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Designing for Behavior Change

By Miranda Schenkel for UNITiD

Introduction

Design is all about behavior. We can help people make better decisions by designing (digital) products and services that stimulate positive and healthy behaviour. This will only succeed with a design that is fun and easy to use. To achieve this we use a user-centered approach. Interaction designers play an important part in this. When designing for behaviour change we combine our knowledge of design with our knowledge of psychology and substantiate this with field research. We aim to explore what people think and do, but also why they do what they do.

Miranda Schenkel — Interaction Designer @UNITiD / Dog Photographer

Added by Miranda Schenkel: “In order to design the best products and services, you need to know your users. Behaviour is everything that our job is about. Our strength as interaction designers, is that we can tackle complex problems and use design to solve them. This works best in multidisciplinary agile teams with people from the field involved. They can provide you with a lot of information and ideas that you can use in your research. Start prototyping and testing at a very early stage to find out quickly what works and what doesn’t.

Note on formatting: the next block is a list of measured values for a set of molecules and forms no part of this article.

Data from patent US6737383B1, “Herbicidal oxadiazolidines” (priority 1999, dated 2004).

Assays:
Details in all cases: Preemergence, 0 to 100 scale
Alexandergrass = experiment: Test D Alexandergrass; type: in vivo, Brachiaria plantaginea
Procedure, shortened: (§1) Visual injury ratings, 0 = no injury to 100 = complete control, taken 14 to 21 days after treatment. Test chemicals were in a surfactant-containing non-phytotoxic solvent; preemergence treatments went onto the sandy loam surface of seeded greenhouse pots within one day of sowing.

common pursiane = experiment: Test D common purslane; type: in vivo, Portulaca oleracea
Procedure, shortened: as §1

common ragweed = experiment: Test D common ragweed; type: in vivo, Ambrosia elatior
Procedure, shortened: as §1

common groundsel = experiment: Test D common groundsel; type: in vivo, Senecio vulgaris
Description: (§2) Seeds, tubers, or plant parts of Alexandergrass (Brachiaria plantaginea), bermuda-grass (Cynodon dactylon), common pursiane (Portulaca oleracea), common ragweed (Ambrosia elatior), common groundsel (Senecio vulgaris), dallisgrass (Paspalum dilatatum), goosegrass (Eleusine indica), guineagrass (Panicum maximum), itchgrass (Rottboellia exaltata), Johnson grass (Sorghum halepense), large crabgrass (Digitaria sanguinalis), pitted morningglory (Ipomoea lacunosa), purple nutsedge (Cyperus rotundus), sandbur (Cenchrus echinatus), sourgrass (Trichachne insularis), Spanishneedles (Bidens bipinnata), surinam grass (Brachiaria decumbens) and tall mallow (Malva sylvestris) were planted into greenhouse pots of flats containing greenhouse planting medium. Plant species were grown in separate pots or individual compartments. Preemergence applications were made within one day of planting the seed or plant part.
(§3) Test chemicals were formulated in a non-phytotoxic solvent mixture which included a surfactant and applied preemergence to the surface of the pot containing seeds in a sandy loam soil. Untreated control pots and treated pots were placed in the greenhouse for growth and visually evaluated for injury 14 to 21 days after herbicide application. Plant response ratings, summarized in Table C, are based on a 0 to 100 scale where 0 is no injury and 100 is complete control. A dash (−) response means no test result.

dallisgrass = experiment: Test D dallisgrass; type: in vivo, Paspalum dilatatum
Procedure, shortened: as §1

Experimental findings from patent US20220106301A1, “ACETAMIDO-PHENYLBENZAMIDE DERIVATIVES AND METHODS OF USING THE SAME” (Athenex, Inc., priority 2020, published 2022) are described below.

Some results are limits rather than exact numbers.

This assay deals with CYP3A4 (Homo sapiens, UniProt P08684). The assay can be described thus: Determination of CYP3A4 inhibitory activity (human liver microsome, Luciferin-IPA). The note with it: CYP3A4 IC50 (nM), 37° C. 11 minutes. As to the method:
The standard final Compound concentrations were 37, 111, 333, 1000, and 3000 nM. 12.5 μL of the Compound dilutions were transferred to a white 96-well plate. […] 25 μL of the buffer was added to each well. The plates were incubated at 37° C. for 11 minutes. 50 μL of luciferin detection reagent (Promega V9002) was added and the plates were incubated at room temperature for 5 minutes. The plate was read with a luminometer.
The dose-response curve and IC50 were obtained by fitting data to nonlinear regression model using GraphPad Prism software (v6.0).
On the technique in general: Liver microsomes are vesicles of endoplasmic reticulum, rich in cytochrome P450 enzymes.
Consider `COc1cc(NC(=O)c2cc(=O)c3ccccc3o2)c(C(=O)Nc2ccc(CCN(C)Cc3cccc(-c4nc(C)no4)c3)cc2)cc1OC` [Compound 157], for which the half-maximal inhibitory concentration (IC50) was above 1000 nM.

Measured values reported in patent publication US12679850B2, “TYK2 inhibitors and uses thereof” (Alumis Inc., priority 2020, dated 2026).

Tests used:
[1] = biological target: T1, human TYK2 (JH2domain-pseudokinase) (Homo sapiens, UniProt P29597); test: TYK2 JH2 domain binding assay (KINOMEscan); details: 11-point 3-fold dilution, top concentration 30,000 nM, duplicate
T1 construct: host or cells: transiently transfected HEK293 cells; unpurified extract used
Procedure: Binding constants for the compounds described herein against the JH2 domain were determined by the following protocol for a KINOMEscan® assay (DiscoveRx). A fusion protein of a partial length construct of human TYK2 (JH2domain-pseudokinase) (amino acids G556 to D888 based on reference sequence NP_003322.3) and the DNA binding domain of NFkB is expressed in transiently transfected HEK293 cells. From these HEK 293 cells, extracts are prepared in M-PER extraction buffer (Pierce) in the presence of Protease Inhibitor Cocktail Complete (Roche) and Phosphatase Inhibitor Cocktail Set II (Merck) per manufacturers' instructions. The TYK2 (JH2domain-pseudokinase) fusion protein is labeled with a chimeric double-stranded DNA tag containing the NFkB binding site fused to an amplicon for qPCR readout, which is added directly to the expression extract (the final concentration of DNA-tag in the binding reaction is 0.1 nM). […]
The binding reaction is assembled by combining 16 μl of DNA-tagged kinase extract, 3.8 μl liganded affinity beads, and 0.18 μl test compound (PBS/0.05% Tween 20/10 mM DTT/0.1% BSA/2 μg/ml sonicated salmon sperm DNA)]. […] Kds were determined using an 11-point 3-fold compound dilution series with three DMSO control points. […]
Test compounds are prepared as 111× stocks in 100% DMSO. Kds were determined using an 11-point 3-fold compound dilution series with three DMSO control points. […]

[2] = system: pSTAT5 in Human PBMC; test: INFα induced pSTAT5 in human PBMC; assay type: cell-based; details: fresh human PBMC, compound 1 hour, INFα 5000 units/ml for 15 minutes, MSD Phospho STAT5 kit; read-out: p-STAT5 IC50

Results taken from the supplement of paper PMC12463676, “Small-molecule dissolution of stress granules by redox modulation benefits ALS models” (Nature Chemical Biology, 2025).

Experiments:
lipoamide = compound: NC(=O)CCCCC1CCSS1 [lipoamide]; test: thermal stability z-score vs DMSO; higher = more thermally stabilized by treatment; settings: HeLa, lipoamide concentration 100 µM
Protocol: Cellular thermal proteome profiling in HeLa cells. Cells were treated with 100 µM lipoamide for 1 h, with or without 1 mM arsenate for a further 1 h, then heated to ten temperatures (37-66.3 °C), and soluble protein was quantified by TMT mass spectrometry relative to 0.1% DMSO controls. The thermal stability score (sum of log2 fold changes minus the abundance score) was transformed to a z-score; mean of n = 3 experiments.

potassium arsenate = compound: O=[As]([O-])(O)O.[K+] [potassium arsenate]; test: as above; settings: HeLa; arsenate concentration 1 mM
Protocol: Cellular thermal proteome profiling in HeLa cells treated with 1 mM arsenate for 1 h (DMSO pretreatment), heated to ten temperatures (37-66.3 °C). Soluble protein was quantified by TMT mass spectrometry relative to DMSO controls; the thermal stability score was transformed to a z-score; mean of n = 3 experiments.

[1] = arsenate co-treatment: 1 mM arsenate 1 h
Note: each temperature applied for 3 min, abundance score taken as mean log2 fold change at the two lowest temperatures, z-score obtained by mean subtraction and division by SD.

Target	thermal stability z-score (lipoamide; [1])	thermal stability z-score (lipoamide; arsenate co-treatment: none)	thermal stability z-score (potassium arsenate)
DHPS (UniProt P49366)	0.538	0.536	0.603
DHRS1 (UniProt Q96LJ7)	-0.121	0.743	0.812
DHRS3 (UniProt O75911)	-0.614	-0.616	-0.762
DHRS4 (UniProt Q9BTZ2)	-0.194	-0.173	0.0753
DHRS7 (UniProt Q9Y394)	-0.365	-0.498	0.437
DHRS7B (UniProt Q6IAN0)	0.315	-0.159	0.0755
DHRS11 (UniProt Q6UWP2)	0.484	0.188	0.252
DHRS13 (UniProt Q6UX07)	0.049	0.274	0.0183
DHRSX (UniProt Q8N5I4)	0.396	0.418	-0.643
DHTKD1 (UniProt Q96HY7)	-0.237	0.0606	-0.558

1 Changing Behaviour – The Power of Design – UNITiD

A lot of first world problems we encounter today, like obesity, are due to behavioural factors that people are not aware of. People often think that raising awareness is enough to change unwanted or unhealthy behaviour. But in a world where information is everywhere all the time, awareness is not enough. We explored this field for a while now and

Added by Miranda Schenkel: “Designing happiness is a balance of small pleasures and a higher purpose. This chapter looks at 3 ways to create happy moments with design.

2 3 Ways to Design Happiness